Forecasting the European EPC sector is a difficult task, bearing in mind that there are more than 20 diverse countries that all have different traditions and construction related drivers. The construction market forecast for each of these countries fluctuates on politics of each Government’s economic policies or on collective EU mandates.
Construction activity is starting to pick up in a few countries in Western Europe, these countries include, Portugal, Belgium, Ireland and Netherlands. Much of the future construction growth will be enhanced by the improving economies and increased Government spending on public facilities and infrastructure projects. European economies (for the most part) appear to be improving as we transition into the 4th Q of 2018. At least half a dozen countries are starting to see positive signs of growth for the first time in more than eight years. The Euro Zone is projected to see 1.9% to 2.2% GDP growth in the 2019, the European construction sector is expected to see slow to moderate growth for the next two years.
In the UK, Brexit negotiations are still in a state of flux, more than two years after the UK referendum, this economic uncertainty is expected to have a negative impact on construction activity in 2019. The economic impact and uncertainty of “Brexit” is still being experienced in the UK, the Pound Sterling has dropped more than 10% against the US Dollar in the last two years. The British economy and its construction sector has weathered the “Brexit” storm and is improving slightly from its short post-Brexit dive. The British housing market in and around London is starting to trend upwards again as we move into the 4th Q of 2018.
However, the jury is still out on “Brexit” – some experts believe it will positively impact the UK construction industry, while there is another group that forecasts doom and gloom for the UK economy. The High Speed Rail Link (HS2) between London and Birmingham (150 km costing $5 billion) is officially a “go”, this four year project is projected to employ as many as 10,000 construction related jobs, a major new nuclear power plant and the 3rd Heathrow runway are a number of major projects that have been announced in the last six months. Construction costs in the Britain are moving upwards again in the 2.5% to 3.1% range. British Trade Unions are looking for increases in hourly wage rates of between 4% and 6%, if this happens look for inflation and construction costs to start increasing in the 1st half of 2019 and beyond. Overall, the UK construction sector is projected to contract in 2019 by 2.5% to 5% due to the uncertainty of the “Brexit” situation. The UK GDP is forecast to grow to 1.7% range in the 4th Q of 2018, the unemployment rate is improving, the current rate is 4.1%, and construction unemployment is higher in the 5.1% to 6.3%. Inflation is projected to be in the 2.2% to 2.5% range by the end of 2018.
Germany is still the #1 country in the EU, if Germany is doing well then the rest of Europe should be performing well – however, going into 2019 Germany is not performing to its’ full potential. The German GDP growth is forecast to be 2.5% by the end of 2018, unemployment is currently 3.4%. Inflation remains low at 1.9%. Germany is the largest economy in the Euro Zone, slow and steady growth appears to be on the cards for the 2019, and German construction activity in 2019 is expected to moderately improve over 2018 levels. The Nord Stream 2 Pipeline Project a controversial gas pipeline project from Russia to Germany has recently broken ground.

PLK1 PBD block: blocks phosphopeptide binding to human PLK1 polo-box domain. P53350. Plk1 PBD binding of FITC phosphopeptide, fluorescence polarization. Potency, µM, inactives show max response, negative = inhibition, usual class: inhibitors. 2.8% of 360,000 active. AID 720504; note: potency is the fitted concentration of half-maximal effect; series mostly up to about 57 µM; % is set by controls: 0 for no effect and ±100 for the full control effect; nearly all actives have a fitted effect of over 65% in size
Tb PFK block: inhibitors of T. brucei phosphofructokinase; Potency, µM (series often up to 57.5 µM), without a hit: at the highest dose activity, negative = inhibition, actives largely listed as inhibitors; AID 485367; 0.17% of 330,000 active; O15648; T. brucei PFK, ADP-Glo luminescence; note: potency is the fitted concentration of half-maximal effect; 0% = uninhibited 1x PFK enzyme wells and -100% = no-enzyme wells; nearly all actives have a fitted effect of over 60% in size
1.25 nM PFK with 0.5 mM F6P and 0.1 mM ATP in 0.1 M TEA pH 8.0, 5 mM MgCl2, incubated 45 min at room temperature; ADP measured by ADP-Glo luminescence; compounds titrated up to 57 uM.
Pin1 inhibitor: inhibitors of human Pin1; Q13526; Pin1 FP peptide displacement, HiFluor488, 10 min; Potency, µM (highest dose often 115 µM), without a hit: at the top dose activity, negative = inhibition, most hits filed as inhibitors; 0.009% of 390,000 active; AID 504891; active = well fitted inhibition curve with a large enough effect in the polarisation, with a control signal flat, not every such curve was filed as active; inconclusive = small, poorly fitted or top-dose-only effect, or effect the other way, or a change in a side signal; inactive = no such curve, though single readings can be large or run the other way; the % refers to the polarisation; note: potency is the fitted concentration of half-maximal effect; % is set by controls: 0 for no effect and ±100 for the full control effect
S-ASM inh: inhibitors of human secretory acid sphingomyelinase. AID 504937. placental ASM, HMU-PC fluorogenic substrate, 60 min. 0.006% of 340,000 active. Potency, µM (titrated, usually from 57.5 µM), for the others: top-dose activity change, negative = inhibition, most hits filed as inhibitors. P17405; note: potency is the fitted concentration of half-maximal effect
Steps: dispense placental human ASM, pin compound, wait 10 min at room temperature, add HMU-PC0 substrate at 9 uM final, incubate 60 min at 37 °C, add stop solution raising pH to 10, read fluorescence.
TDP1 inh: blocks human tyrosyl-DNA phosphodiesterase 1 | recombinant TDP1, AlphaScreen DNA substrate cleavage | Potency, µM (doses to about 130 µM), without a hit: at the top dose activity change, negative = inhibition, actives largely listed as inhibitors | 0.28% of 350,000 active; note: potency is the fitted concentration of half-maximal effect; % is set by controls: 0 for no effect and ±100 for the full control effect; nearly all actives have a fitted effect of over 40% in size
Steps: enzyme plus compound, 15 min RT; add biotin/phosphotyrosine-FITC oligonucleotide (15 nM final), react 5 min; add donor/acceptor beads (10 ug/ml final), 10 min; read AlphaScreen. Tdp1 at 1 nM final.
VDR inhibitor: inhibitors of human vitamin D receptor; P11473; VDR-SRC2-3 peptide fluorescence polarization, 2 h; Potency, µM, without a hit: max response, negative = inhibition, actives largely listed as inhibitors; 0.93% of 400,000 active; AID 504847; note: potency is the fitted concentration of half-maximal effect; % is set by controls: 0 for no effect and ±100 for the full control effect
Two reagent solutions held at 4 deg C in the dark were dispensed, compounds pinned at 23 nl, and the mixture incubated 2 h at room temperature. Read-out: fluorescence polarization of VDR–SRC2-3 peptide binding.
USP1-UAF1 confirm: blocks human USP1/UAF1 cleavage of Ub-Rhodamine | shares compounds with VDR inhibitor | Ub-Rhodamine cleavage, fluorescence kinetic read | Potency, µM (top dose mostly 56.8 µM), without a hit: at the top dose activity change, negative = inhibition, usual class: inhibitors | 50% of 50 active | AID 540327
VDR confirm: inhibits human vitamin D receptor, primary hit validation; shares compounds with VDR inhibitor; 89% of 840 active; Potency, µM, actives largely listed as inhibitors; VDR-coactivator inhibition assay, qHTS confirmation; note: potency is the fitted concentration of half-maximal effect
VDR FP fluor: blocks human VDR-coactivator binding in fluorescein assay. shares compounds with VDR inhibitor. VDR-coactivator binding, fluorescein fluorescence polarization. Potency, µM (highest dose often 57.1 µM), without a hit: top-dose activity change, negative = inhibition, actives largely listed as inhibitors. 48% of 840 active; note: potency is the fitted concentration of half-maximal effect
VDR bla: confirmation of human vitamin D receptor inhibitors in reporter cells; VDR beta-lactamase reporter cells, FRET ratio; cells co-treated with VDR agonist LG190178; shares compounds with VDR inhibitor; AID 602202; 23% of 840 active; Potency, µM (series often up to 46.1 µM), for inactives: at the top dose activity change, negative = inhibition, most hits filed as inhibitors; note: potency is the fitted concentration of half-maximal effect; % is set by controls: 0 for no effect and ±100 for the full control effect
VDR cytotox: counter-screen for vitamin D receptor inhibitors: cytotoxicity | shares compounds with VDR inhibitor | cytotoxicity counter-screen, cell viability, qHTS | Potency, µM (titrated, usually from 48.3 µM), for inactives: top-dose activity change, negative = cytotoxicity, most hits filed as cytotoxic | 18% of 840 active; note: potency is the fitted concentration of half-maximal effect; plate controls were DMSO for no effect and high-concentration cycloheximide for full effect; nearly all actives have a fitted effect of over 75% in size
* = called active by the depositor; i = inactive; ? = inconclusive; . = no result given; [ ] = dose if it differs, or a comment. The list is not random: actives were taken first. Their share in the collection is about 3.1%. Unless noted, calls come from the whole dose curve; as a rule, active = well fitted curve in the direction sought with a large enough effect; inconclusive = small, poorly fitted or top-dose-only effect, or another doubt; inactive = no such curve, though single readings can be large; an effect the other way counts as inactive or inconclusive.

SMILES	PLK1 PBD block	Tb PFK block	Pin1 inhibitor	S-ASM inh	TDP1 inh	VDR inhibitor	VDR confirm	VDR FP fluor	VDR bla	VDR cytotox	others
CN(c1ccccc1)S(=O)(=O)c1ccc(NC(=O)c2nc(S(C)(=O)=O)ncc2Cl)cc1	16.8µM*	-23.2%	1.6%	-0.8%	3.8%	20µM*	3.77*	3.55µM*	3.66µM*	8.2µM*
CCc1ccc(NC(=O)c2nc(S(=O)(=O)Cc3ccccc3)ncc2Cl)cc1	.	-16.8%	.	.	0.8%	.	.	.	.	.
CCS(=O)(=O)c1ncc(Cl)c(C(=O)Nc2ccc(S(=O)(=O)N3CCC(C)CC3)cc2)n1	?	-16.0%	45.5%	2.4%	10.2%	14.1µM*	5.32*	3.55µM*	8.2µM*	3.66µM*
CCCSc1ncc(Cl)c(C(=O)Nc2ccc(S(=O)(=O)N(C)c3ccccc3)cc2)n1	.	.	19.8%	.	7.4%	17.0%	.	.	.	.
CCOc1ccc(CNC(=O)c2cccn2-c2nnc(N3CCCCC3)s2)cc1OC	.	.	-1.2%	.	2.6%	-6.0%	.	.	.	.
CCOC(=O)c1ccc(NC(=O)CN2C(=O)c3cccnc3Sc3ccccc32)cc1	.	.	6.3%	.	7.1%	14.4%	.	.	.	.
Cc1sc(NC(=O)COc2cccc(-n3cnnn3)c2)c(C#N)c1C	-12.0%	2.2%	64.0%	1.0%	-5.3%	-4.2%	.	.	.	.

The French economy is forecast to grow by 1.7% for the 4th Q of 2018. Higher energy costs could hinder future construction in 2019, however it appears that France is on a slow economic recovery. The construction sector continues to experience minimal growth; there are a number of major infrastructure / transportation projects in the pipeline. Unemployment in France is forecast to be in the 8.9% to 9.2% range in the 4th Q of 2018, with construction escalation in the 1.9% to 2.4% range.
Northern Europe, Norway, Sweden, Denmark and Finland are forecast to experience moderate related construction activity in 2019, with these countries GDP’s ranging between 1.8% & and 2.3% – good, but not that great.
Eastern Europe, Poland, Czech Republic, Latvia, Estonia, Hungary and Romania are forecast to experience reasonable construction related growth in 2019, with GDP’s ranging between 2.2% & and 2.9%.
Southern Europe, Spain, Portugal, Italy and Greece are seeing an improvement to their economies and their construction sectors, the 2019 GDP’s forecast for these countries ranges between 2.5% & and 3.1%. Turkey is in the middle of an economic emergency, the Turkish lira has fallen nearly 40 % against the US dollar in the last six months. Double-digit inflation has sent prices of food, energy and construction related materials soaring. This situation could get worse before it gets better. Spanish EPC firms have been successful in wining major infrastructure and petro-chemical in the Middle East.
The other European economies such as Austria, Lithuania, Bosnia, Bulgaria and Switzerland continue to be somewhat slow-moving, with restrained or limited growth and above average unemployment rates.
The majority of countries in Western and Eastern European will continue to experience a contraction of their construction sectors in 2019, Brexit, the ongoing Ukraine standoff with Russia will be the reasons for this situation.